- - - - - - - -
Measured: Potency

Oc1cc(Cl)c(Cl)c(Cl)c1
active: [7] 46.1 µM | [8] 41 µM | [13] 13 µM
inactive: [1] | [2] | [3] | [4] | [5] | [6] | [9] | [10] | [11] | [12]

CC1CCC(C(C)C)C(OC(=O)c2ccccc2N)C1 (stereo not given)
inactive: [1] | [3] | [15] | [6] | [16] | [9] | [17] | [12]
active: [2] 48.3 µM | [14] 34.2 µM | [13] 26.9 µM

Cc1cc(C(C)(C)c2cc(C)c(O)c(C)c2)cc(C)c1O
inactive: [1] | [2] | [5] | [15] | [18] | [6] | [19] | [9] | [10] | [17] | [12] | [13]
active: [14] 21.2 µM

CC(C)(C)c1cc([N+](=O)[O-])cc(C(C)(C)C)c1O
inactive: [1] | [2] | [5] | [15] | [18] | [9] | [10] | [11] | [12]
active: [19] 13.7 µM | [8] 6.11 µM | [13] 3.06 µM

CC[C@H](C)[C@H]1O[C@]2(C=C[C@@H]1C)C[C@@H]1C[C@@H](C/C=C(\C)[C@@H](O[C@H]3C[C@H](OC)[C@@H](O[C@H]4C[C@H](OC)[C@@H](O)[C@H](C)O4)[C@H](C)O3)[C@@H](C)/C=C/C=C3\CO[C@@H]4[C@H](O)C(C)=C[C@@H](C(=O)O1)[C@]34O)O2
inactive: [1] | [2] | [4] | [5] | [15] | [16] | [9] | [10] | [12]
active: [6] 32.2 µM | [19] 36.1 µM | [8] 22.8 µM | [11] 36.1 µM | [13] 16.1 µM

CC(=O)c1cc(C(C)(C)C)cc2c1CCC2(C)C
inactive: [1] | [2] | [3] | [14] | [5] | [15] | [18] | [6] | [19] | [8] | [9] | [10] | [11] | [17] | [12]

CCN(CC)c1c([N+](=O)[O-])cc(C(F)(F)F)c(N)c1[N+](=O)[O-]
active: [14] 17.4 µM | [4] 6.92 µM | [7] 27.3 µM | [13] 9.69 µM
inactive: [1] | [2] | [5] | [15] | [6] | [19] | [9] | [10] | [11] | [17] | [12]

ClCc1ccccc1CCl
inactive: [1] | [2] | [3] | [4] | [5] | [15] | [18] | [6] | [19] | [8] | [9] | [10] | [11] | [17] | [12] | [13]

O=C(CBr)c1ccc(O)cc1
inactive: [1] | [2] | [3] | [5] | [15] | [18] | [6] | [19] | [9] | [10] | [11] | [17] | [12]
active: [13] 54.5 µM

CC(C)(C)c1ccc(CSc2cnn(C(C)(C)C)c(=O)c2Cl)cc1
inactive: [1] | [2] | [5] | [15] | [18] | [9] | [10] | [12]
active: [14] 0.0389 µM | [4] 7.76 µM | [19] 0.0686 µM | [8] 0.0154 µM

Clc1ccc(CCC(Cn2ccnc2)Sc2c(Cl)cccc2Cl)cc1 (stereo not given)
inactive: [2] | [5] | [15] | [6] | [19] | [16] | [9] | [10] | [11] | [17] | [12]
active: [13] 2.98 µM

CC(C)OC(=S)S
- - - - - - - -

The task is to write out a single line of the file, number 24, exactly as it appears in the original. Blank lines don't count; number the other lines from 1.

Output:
O=C(CBr)c1ccc(O)cc1